I know why Rankin uses the word “insidious” to describe developmental traumas: because our society has long denied various forms of abuse that victims (which includes most of us at one time or another) were gaslighted into believing either weren’t happening or didn’t matter. I certainly experienced this. Well into my adulthood, my mom would dismiss my lingering distress over childhood memories with invalidating one-liners like, “Your life was not a Dickens novel!” or, “If you want to see a dysfunctional family watch The Forsyte Saga!” Developmental trauma is so damaging precisely because it wreaks havoc in a society that refuses to acknowledge it, with shame as its biggest accomplice and silencer. As my ex-boyfriend crudely scolded when I admitted how much the emotional abuse I endured as a child still bothered me in my early 30s, “At least you weren’t f***** up the a** by an uncle!” (Bullies, aka people who haven’t allowed themselves to feel the pain of acknowledging and integrating their own trauma so they unconsciously attack those who represent the vulnerability they themselves can't bear to show, are perfectly positioned by the universe in your life to test your ability to know and trust yourself. He was one of them and I can’t wait to get to his story. In hindsight the signs were everywhere that he was deeply affected by his own dysfunctional family life and excessive parental control and barely realized it.)
Rankin is just one in a wave of new thought leaders asking us to look beyond the incomplete diagnoses (it’s just a random disease or chemical imbalance) and inadequate therapies (slice ‘em up or fill ‘em with pills) of the medical and psychological communities that target only the symptoms of much deeper problems.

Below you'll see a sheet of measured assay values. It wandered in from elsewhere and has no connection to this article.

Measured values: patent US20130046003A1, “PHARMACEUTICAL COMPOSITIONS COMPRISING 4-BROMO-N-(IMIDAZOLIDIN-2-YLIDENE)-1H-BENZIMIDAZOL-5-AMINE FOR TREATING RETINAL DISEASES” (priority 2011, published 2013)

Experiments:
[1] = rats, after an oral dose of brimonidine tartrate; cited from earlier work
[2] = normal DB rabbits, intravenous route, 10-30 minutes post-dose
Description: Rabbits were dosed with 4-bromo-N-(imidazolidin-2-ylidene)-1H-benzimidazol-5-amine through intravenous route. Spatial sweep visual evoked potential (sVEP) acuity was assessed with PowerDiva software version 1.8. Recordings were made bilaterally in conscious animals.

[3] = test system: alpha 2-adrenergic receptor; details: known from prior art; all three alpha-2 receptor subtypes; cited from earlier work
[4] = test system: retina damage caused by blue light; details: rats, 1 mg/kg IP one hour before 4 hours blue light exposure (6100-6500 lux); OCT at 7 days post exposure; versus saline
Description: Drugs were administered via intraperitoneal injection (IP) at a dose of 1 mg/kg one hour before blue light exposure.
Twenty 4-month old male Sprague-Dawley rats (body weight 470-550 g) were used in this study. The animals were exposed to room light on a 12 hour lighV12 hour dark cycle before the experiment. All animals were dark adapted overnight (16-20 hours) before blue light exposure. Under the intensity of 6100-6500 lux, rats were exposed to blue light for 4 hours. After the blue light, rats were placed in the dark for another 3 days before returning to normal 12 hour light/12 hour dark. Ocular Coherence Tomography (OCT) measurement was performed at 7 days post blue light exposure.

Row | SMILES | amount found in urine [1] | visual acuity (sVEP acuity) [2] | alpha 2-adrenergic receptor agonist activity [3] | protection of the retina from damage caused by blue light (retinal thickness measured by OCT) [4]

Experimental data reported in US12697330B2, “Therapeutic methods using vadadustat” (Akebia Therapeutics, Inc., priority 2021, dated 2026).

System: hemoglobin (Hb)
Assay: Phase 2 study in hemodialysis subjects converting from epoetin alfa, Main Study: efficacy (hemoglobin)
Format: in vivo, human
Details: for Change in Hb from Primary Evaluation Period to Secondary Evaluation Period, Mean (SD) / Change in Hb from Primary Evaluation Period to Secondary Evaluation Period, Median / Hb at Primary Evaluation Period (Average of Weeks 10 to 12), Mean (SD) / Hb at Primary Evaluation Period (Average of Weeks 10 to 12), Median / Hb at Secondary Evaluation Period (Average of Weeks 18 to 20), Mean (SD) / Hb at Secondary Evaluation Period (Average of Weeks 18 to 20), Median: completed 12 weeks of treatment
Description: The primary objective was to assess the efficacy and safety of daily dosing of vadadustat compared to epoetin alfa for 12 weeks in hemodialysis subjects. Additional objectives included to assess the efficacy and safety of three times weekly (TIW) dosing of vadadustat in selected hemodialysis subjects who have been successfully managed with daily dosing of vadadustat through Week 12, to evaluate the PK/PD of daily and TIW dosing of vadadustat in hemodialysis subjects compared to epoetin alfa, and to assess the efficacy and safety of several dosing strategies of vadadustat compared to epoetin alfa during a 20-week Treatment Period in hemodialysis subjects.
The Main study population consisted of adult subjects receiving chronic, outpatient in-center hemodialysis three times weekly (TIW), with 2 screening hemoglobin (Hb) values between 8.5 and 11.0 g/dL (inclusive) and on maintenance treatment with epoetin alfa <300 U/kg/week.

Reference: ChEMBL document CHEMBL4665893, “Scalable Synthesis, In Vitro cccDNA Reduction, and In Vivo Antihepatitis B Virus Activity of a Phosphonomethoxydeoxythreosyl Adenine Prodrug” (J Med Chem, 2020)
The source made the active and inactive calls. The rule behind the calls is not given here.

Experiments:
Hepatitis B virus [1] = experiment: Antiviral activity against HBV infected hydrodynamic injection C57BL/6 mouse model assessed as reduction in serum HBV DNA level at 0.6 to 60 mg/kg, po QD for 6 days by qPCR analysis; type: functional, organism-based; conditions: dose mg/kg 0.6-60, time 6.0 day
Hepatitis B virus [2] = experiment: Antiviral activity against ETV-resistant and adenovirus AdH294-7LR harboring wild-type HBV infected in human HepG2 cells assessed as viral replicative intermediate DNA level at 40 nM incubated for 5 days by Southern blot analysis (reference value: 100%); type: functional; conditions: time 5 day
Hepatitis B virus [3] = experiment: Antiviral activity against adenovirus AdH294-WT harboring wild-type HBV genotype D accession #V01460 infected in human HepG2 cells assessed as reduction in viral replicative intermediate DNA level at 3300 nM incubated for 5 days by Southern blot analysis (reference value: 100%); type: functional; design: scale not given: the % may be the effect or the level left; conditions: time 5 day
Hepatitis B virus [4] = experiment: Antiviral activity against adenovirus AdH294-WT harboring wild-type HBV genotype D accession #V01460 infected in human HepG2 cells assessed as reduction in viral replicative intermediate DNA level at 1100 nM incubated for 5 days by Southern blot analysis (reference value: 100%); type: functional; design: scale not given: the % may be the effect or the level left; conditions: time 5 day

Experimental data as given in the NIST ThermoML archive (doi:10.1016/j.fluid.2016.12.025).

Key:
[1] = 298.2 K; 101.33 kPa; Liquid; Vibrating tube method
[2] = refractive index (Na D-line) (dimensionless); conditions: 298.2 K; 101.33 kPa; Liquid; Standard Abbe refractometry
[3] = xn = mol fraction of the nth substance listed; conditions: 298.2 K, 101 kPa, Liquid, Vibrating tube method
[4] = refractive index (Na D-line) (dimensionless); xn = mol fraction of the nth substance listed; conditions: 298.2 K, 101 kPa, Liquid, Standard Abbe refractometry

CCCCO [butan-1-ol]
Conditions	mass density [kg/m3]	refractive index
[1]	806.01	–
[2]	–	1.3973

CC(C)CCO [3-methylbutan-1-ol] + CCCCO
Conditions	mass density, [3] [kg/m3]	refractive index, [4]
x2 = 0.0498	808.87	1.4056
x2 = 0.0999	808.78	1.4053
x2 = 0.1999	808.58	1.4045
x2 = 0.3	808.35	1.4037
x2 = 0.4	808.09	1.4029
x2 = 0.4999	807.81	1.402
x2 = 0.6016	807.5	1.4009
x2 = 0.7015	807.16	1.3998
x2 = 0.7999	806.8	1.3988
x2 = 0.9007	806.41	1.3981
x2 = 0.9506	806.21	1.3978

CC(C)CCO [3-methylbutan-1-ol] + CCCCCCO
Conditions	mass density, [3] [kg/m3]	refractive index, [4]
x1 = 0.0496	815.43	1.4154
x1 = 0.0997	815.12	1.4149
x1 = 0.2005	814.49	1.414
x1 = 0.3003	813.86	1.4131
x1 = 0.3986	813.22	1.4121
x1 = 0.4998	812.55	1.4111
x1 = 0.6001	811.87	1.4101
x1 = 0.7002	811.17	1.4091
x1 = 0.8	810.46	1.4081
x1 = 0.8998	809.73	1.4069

Canadian physician Dr. Gabor Maté is one of the leading pioneers and experts linking childhood traumas and other forms of stress with disease, behavioral problems, and addiction. His 2003 book, When the Body Says No: Exploring the Stress-Disease Connection, plumbs his own patients’ histories and those of well-known public figures for the stressful precursors to their eventual health problems. Maté bolsters these connections with an astonishing array of scientific evidence, detailing the biological mechanisms linking suppressed emotions with bodily disturbance. For example, the experiences of Maté’s own multiple sclerosis (MS) patients and the experiences of others described in the MS literature share the common ground of acute and chronic stress during childhood conditioning that blocked their normal fight-or-flight response. Studies on lab rats confirm that blocking the fight-or-flight response worsens MS.
Maté makes the powerful case that ignoring our instincts to eliminate or resist unhealthy stressors in our lives can have devastating physical consequences, including heart disease, gastrointestinal disorders, autoimmune conditions, and cancer. Interestingly, these conditions often debilitate the body to the point where a person can no longer fulfil the martyr’s role they were playing in their relationships. The body says no to social circumstances that are not serving our highest good when the conscious mind lacks the awareness and courage to say no first. For those of us who developed poor boundaries and learned to appease others just to survive in our dysfunctional environments, our illnesses are trying to spare us from more of the same.